Five Campgrounds Now Accepting Reservations in Massachusetts
Get out of the house...and into a tent.
Never has camping seemed more enticing. After nearly four months stuck inside our homes, even the least adventurous of us all want a change in scenery—and sacrifice running water, a real toilet, and a gas stovetop seem like necessary measures to take to get there. After the pandemic shutdown closed all campgrounds until July 1, state parks in Massachusetts began accepting new reservations on June 22. Fortunately, if you’re still looking to set up camp somewhere this summer, we rounded up five places in Massachusetts still taking reservations, as well as some things you need to know before you pitch your tent.
The following campgrounds will not be available for camping during the 2020 season:
- Beartown State Forest
- Boston Harbor Islands State Park
- Federated Women’s Club State Forest
- Mt. Greylock State Reservation
- Mt. Washington State Forest
- Waquoit Bay – Washburn Island
- Willard Brook State Forest
The following site types will not be available for the 2020 season:
- Group campsites
- Safari Field at Scusset Beach
- Picnic Areas
- Meeting Rooms
These campgrounds are still accepting new reservations as of June 22:
Massoit State Park
Located about an hour south of Boston in East Taunton, Massoit State Park sits on Lake Rico. It’s touted as a good place to camp in the fall because of the cranberry bogs and pine trees, but take advantage of the ponds and lake for fishing, canoeing, and boating. The extensive network of trails also makes it a great place for hiking and mountain biking enthusiasts. Campsites include tent only sites ($17/night), plus standard and standard electric sites for RVs and campers. The first tent-only site is available starting July 12. Pets are allowed. For more information and to book: reserveamerica.com.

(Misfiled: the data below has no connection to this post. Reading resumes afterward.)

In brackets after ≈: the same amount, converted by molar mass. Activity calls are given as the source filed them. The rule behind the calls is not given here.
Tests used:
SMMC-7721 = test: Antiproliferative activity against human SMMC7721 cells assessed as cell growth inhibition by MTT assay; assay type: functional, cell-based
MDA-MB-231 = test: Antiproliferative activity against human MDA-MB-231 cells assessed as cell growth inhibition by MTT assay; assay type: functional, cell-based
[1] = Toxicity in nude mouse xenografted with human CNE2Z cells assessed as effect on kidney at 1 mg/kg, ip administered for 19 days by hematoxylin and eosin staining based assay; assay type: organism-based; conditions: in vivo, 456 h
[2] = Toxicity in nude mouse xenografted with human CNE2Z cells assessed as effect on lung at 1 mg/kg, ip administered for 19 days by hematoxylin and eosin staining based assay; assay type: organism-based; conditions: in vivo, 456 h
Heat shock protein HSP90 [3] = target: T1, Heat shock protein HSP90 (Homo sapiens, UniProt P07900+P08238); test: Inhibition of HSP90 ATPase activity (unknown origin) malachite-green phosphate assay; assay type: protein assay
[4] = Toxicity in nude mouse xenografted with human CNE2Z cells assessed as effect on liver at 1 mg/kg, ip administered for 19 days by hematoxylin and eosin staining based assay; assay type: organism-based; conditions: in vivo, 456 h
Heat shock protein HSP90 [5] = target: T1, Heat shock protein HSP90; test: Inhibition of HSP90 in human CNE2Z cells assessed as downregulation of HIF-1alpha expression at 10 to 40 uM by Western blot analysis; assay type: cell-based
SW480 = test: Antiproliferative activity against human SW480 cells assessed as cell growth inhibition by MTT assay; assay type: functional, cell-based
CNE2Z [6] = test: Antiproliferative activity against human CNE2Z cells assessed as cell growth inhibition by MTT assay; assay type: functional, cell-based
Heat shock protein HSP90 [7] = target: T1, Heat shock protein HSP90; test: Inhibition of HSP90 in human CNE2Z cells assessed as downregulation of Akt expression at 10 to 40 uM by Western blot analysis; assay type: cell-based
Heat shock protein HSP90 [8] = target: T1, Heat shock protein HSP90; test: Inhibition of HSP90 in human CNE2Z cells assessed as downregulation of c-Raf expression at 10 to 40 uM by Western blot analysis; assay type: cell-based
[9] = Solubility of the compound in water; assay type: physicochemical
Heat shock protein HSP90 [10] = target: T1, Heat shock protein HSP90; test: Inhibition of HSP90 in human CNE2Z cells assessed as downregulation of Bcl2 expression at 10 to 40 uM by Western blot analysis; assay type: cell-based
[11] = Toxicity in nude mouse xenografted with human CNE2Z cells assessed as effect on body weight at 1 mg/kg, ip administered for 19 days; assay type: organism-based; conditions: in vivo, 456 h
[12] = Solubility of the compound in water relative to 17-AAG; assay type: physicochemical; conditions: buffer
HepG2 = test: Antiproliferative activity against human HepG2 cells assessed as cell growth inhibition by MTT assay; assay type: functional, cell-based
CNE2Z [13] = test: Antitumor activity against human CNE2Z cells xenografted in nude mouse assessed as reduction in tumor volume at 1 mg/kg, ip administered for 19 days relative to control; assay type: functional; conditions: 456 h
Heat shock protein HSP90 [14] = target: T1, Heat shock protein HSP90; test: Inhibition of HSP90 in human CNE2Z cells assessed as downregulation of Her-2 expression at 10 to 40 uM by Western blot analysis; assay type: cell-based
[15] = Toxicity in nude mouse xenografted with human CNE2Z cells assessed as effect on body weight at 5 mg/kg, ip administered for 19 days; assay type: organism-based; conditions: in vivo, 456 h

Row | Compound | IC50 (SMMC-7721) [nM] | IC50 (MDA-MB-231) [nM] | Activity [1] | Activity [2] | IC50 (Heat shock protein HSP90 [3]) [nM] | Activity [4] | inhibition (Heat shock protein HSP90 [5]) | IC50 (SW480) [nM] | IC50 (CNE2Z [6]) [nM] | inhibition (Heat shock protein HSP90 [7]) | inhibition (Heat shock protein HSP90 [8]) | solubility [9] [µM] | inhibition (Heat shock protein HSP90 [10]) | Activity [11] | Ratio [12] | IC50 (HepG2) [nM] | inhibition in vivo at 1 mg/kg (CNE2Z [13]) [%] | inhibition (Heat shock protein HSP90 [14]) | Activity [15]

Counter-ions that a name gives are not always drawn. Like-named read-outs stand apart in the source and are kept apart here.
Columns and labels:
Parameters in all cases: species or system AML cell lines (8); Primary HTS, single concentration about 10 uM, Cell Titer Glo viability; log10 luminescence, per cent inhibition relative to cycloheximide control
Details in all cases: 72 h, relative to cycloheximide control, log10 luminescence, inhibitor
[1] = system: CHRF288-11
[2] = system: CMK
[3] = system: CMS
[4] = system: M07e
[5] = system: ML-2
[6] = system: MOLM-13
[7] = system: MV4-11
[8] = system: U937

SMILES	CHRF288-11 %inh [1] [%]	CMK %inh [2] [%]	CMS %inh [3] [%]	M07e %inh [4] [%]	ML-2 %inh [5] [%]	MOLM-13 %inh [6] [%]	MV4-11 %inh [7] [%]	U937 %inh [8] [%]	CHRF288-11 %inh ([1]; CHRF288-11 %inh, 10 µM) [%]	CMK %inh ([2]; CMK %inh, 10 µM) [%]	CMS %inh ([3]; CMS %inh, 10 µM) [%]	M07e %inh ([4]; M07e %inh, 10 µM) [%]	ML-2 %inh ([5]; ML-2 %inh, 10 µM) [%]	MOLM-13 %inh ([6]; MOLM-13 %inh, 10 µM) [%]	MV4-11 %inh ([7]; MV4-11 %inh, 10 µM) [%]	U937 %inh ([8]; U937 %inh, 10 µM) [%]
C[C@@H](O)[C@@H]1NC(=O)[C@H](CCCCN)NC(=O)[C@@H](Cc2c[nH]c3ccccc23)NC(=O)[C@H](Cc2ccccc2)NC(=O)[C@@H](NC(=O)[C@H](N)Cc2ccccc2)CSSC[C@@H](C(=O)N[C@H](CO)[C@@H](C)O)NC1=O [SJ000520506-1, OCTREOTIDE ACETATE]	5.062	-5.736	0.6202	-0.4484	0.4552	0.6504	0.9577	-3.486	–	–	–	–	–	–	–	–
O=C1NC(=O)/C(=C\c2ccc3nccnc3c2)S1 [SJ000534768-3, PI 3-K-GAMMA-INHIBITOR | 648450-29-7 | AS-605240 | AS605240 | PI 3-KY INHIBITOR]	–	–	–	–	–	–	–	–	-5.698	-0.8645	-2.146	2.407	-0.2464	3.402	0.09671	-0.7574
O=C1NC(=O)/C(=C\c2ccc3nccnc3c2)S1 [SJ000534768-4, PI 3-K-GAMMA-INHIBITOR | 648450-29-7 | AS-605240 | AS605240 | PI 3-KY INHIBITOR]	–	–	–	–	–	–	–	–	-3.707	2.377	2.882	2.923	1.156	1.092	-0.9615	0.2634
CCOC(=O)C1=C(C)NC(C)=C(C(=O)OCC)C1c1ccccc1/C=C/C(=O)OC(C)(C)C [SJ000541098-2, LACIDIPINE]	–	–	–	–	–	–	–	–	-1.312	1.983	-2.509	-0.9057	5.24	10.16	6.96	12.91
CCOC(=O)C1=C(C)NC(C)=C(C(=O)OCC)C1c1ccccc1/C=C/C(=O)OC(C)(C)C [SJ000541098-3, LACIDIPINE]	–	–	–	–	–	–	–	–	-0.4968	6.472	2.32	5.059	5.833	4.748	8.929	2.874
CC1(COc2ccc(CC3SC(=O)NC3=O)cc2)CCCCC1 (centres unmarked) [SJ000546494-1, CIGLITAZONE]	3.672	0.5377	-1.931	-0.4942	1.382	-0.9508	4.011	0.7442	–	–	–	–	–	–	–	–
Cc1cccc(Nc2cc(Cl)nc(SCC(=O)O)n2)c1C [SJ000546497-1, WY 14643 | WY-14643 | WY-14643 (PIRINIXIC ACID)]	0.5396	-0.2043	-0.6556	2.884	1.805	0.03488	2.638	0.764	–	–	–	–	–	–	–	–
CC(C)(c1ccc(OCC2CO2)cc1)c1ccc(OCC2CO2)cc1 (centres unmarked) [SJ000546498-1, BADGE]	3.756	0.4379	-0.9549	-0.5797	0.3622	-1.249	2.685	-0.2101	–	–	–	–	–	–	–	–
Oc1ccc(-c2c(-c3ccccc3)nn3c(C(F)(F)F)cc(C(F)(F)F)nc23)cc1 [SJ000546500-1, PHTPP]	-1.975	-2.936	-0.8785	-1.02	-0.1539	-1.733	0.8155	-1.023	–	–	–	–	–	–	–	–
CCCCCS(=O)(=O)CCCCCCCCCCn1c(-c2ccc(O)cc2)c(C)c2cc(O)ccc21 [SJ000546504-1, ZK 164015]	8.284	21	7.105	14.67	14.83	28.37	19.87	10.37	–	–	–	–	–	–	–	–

Horseneck Beach State Reservation
Hop in the car on a Thursday before the Cape traffic hits and head an hour and a half south of Boston to Horseneck State Reservation on Buzzard’s Bay. This campground is popular, but there are still reservations available late August and into September—which might not be a bad time to visit when the crowds diminish. Camping starts at $22/night for Massachusetts residents. There are accessible beaches from the campsite, but no pets are allowed from April 1-September 15. For more information and to book: reserveamerica.com.
Clarksburg State Park
For those looking for a wilderness adventure, complete with the chance to see a black bear, head nearly three hours west to Clarksburg State Park directly south of the Vermont border and the Green Mountains. Campsites start at $17/night for residents, and the 368 acres of woodlands offer a variety of activities including hiking, swimming, and fishing. For more information and to book: reserveamerica.com.
Wompatuck State Park
You’ve probably been to this massive park, which covers areas of Hingham, Scituate, and Cohasset, to hike or mountain bike on its extensive network of trails—and maybe even gotten lost a time or two—but this summer, make it home for a stay at its large network of campsites. With its 250 campsites, 12 miles of non-motorized roads, and 40 miles of forest trails, social distancing has never been easier—or more fun. This campsite might have the most availability due to its size, with sites starting at $17/night. Pets are permitted. For more information and to book: reserveamerica.com.
Winter Island Park
Avoid the crowds of people who gather in Salem during October, and opt to experience the witch city during the summer from your camp site at Winter Island Park. The campgrounds sit right on the beach and tent sites start at $15/night. There’s public beach access, views of the historic Fort Pickering Lighthouse, as well as a Salem Tour Trolley stop, so you can head into town for a night. This park has quite a bit of availability for the summer and is only a 45-minute drive from Boston. For more information and to book: reserveamerica.com.